This is Master Composition Photography Guide from Digital Camera Magazines that I’ve read. I’ll share some contents like my previous post. Enjoy!
MASTER COMPOSITION TOP TIPS:
1. Background, Background, Background, Background
When framing a shot, pay as much attention to the background as you do your subject. Complimentary background can enhance a mundane subject – a poor choice of background will make a great subject fall flat.
2. Keep It Simple
The strongest compositions are ones that get their message across quickly. Look for the building blocks of a great photograph in lines and shapes.
3. Personalise It
Ask yourself what you’re drawn to in a scene – the height of a building, the patterns in a field, the shape of a flower – and bring that element out.
4. Watch The Cropping
When you’re framing people, avoid chopping them off at the knees or ankles.
5. Think About Numbers
Odd numbers of things tend to be visually more exciting than even amounts. Triangles are more dynamic than squares or rectangles, which echo the boundaries of the frame. Three’s the magic number.
6. Raise Your Aspirations
Tell yourself that you’re going to take the best photograph you’ve ever taken when you get up in the morning. This can lead to disappointment in the short term – in the long term, you’ll definitely raise your game.
7. Study The Masters
We’ve given you a taster of three masters of their craft in this book – take time to search out the cream of contemporary and classic photography (keep an eye on Digital Camera Magazine book reviews) and work out what is about their composition that makes all the elements click into place.
8. Avoid Cliches
Don’t be happy with simply imitating other photos you’ve seen. Think about using different lenses, treatments and viewpoints. Don’t be afraid to lie down in the mud or sand. Be determined to create something more artistic than you were producing a year ago.
9. Shoot Plenty Of Frames
Really work a subject – you’re first shot is rarely your best one and you’re not wasting film anymore. Work through early framing options to chisel your vision and weed out the duff ideas.
10. Always Carry A Camera With You
The more you shoot – family, friends, daily life – the more you’ll begin to refine your eye for composition. Then, when a once-in-a-lifetime situation presents itself, framing it quickly will be second nature.
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This is Master Colour Photography Guide from Digital Camera Magazines that I’ve read. I’ll share some contents like my previous post. Enjoy!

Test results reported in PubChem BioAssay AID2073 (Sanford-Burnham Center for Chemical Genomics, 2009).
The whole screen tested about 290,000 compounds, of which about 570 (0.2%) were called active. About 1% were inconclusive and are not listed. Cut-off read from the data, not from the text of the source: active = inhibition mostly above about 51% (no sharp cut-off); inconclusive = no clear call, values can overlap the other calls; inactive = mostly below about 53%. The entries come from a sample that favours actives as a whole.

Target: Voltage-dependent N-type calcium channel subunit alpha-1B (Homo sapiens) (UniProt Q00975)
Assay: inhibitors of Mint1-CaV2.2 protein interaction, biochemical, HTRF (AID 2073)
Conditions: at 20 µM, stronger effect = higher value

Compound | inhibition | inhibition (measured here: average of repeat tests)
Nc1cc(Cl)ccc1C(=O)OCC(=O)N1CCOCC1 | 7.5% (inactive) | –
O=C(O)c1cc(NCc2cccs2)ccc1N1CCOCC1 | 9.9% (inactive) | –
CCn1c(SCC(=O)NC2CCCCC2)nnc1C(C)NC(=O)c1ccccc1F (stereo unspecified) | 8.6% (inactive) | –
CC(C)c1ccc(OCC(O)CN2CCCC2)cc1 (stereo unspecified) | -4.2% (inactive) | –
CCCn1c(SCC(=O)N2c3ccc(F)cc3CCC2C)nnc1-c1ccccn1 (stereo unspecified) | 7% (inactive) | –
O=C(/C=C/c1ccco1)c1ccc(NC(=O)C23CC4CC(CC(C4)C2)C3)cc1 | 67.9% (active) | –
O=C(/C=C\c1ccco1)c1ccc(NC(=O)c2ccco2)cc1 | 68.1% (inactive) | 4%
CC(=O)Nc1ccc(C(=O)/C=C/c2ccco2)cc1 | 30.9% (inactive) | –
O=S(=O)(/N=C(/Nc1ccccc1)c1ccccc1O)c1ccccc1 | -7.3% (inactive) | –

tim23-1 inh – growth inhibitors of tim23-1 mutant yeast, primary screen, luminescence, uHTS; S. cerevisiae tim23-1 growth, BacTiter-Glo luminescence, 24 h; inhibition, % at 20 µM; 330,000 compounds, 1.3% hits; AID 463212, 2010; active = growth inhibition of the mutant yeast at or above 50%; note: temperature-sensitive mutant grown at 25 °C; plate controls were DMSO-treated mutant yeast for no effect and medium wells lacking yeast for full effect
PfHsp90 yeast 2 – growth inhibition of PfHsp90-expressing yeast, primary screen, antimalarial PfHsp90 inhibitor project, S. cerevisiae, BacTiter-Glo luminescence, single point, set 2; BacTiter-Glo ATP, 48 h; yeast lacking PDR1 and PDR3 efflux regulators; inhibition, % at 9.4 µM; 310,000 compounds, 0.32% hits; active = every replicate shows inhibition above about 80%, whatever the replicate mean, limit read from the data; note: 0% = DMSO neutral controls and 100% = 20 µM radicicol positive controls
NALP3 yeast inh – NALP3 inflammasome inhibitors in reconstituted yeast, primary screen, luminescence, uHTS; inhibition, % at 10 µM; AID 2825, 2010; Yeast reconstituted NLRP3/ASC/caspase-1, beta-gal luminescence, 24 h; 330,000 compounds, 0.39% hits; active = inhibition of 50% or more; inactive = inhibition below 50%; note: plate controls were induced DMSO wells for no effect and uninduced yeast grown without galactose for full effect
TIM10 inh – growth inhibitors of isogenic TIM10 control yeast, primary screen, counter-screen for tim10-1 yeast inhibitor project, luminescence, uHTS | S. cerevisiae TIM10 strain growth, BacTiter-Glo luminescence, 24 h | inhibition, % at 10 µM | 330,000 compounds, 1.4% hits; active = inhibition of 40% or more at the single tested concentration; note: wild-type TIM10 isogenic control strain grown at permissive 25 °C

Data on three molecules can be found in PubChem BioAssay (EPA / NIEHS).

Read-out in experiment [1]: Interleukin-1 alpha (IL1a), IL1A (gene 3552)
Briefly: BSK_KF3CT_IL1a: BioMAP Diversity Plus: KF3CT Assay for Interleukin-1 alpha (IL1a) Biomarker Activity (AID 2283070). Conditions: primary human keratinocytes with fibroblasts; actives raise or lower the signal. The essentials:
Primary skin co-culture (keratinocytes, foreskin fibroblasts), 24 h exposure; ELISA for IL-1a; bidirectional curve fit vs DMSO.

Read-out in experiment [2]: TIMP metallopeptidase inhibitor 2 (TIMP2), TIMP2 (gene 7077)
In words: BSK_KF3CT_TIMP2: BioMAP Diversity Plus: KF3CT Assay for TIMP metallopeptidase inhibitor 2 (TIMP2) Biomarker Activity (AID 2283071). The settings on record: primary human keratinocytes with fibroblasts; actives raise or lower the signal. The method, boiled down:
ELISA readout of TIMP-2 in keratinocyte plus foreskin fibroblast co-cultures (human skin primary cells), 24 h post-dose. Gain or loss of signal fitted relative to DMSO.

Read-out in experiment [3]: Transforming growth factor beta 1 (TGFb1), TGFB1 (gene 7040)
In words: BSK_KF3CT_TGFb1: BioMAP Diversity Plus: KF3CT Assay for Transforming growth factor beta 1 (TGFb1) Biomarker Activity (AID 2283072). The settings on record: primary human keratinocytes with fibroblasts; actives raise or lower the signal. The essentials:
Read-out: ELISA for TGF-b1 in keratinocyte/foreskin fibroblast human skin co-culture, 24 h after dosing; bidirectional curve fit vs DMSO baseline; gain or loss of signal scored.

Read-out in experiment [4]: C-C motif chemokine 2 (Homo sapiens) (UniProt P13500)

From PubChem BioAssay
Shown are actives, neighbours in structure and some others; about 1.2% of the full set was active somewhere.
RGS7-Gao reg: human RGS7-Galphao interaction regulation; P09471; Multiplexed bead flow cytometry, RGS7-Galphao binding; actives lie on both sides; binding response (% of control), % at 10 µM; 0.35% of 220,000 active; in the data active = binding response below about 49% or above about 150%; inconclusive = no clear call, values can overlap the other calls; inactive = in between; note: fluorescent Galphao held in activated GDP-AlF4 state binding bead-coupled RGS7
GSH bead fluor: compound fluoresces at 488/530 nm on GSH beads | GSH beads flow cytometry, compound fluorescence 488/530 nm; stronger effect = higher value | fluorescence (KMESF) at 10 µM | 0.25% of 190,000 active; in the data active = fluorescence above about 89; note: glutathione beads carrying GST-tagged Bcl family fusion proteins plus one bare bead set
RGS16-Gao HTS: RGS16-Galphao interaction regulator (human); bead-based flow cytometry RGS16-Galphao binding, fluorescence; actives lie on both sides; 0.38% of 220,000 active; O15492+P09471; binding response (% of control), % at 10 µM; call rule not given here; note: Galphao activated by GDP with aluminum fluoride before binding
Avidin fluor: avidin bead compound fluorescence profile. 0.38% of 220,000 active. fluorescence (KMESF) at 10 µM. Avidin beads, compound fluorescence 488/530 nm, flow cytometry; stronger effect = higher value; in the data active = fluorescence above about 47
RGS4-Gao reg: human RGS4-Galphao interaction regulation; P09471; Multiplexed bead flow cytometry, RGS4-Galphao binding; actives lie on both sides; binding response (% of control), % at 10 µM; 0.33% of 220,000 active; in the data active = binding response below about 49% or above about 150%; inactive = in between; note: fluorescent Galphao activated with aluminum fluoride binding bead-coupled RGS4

MASTER COLOUR TOP TIPS :
1. Know Your Presets
Don’t leave the choice of white balance down to the camera – get into the habit of doing it yourself.
2. Get Creative
Boost sunsets by choosing a ‘Cloudy’ WB setting. Cool a daylight shot with a ‘Tungsten’ one.
3. Consider The Contrast
Create bold images by only including two colours that are opposite each other on the colour wheel.
4. Think About The Size
Two complementary colours of equal size in the frame can lead to disappointing images.
5. Saturate In-Camera
If you shoot JPEG, increase the colour saturation in-camera rather than in an image-editor.
6. Shoot Raw
If your camera allows it and you’ve got time to edit your images, it’ll lead to less image degradation.
7. Buy A Polariser
Reducing glare and increasing saturation as a result.
8. Keep Warm
Don’t sell your warm-up filters – they can produce a more natural result than a Photoshop treatment.
9. Quieten Down
To create a restful mood, fill your frame with colours which are next to each other on the colour wheel.
10. Go Mono Later
Always shoot in colour – you can always convert an image to black and white on your computer.
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This is Master Light Photography Guide from Digital Camera Magazines that I’ve read. I’ll share some contents like my previous post. Enjoy!
MASTER LIGHT TOP TIPS :
1. Rise Early, Stay Late
The golden hours around dawn and dusk are when the light tends to be the most exciting.
2. Use Reflectors
You’ll get more natural results if you use a reflector to fill-in the detail, rather than reaching for a flashgun.
3. Keep Silhouettes Simple
Make sure you retain the distinctive shape of a subject – don’t let it bleed into other silhouettes.
4. Add Flash Subtly
Avoid the ‘overflashed’ look – reduce your flash output when shooting in daylight.
5. Avoid Flare
Shield the front element of your lens with your hand when shooting into the sun.
6. Bring Out Colours
Shoot saturated colours such as autumn foliage on an overcast or cloudy-bright day.
7. Watch Your Meter
Your camera can be fooled by unusual lighting conditions. Spot meter for total control.
8. Add Light In Fog
When you shooting mist or fog, increase your exposure by 1 EV to bring back the brightness.
9. Go Slow
When you shooting in low light, combine a slow shutter speed with a burst of flash for interesting results.
10. Be Persistent
Inspiring views deserve inspiring light – don’t be satisfied until you get it.
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